Commands by sanmiguel (8)

What's this?

commandlinefu.com is the place to record those command-line gems that you return to again and again. That way others can gain from your CLI wisdom and you from theirs too. All commands can be commented on, discussed and voted up or down.

Share Your Commands


Check These Out

find available cpu frequencies on FreeBSD
Once you know the available frequencies for your CPU, they can be used to do things like set minimum CPU frequency for powerd so that it doesn't ramp down too slow on a server : /etc/sysctl.conf or /boot/loader.conf: debug.cpufreq.lowest=DESIRED FREQ HERE or at terminal sysctl debug.cpufreq.lowest=DESIRED FREQ HERE

grep for minus (-) sign
Use flag "--" to stop switch parsing

List the size (in human readable form) of all sub folders from the current location

Display the top ten running processes - sorted by memory usage
ps returns all running processes which are then sorted by the 4th field in numerical order and the top 10 are sent to STDOUT.

Retrieve the size of a file on a server
Downloads the entire file, but http servers don't always provide the optional 'Content-Length:' header, and ftp/gopher/dict/etc servers don't provide a filesize header at all.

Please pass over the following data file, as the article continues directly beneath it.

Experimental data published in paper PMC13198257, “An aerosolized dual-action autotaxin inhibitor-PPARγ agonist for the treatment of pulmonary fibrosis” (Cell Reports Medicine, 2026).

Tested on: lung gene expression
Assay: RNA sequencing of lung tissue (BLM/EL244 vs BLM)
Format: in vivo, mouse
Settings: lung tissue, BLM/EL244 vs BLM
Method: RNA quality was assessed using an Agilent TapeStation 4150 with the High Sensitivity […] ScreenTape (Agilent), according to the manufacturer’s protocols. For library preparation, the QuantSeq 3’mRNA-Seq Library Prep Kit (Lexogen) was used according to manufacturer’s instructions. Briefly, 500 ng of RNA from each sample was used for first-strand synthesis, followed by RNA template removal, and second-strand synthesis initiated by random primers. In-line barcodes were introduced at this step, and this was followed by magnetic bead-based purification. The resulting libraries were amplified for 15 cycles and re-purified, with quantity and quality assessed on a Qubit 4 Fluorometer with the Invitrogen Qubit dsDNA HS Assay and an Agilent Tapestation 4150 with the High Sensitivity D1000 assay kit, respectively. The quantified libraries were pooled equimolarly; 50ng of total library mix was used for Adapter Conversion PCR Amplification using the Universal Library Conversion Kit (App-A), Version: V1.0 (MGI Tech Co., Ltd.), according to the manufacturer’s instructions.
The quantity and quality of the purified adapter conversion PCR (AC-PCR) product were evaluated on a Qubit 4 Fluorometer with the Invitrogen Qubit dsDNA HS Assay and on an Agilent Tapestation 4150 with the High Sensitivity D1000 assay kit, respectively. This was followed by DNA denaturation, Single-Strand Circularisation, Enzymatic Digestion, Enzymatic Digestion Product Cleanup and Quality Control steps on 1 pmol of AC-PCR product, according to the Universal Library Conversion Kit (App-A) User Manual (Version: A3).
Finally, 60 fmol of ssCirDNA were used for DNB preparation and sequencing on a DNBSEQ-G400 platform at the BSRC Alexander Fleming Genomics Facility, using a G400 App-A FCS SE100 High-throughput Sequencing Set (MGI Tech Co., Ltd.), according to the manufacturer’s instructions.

Get a list of the top 10 heaviest tables in your mysql database - useful for performance diagnostics

Show directories in the PATH, one per line
Shorter version.

Compare a remote dir with a local dir
You can compare directories on two different remote hosts as well: $ diff -y

add all files not under version control to repository
With the force options the same results can be achieved

List all symbolic links in current directory
Many competing commands to do this, but since most people want a Long list with Human readable files sizes and want to see All files (including hidden (.*) files) this one wins on simplicity and usefulness. Plus grep is just as, if not more portable than sed or awk, and is more widely understood. :)


Stay in the loop…

Follow the Tweets.

Every new command is wrapped in a tweet and posted to Twitter. Following the stream is a great way of staying abreast of the latest commands. For the more discerning, there are Twitter accounts for commands that get a minimum of 3 and 10 votes - that way only the great commands get tweeted.

» http://twitter.com/commandlinefu
» http://twitter.com/commandlinefu3
» http://twitter.com/commandlinefu10

Subscribe to the feeds.

Use your favourite RSS aggregator to stay in touch with the latest commands. There are feeds mirroring the 3 Twitter streams as well as for virtually every other subset (users, tags, functions,…):

Subscribe to the feed for: